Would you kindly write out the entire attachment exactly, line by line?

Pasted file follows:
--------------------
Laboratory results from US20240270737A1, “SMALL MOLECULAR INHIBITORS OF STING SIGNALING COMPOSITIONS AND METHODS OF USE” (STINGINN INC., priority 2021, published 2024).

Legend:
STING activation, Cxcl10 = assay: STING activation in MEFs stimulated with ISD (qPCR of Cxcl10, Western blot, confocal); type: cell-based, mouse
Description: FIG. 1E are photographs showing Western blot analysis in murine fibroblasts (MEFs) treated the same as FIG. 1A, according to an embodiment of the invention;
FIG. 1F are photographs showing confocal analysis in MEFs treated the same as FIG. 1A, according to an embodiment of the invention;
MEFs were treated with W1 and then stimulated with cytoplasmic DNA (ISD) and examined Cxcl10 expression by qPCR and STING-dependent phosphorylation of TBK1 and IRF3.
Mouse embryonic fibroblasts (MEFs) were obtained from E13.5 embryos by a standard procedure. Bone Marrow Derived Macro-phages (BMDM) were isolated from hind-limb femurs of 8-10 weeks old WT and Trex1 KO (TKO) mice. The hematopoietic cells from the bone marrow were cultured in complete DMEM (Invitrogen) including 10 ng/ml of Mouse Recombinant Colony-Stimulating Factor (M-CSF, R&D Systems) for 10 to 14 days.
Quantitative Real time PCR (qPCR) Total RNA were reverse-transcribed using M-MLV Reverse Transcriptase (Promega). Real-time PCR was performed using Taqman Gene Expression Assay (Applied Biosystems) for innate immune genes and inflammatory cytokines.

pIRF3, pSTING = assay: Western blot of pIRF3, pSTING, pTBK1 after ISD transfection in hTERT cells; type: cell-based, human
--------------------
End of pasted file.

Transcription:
Laboratory results from US20240270737A1, “SMALL MOLECULAR INHIBITORS OF STING SIGNALING COMPOSITIONS AND METHODS OF USE” (STINGINN INC., priority 2021, published 2024).

Legend:
STING activation, Cxcl10 = assay: STING activation in MEFs stimulated with ISD (qPCR of Cxcl10, Western blot, confocal); type: cell-based, mouse
Description: FIG. 1E are photographs showing Western blot analysis in murine fibroblasts (MEFs) treated the same as FIG. 1A, according to an embodiment of the invention;
FIG. 1F are photographs showing confocal analysis in MEFs treated the same as FIG. 1A, according to an embodiment of the invention;
MEFs were treated with W1 and then stimulated with cytoplasmic DNA (ISD) and examined Cxcl10 expression by qPCR and STING-dependent phosphorylation of TBK1 and IRF3.
Mouse embryonic fibroblasts (MEFs) were obtained from E13.5 embryos by a standard procedure. Bone Marrow Derived Macro-phages (BMDM) were isolated from hind-limb femurs of 8-10 weeks old WT and Trex1 KO (TKO) mice. The hematopoietic cells from the bone marrow were cultured in complete DMEM (Invitrogen) including 10 ng/ml of Mouse Recombinant Colony-Stimulating Factor (M-CSF, R&D Systems) for 10 to 14 days.
Quantitative Real time PCR (qPCR) Total RNA were reverse-transcribed using M-MLV Reverse Transcriptase (Promega). Real-time PCR was performed using Taqman Gene Expression Assay (Applied Biosystems) for innate immune genes and inflammatory cytokines.

pIRF3, pSTING = assay: Western blot of pIRF3, pSTING, pTBK1 after ISD transfection in hTERT cells; type: cell-based, human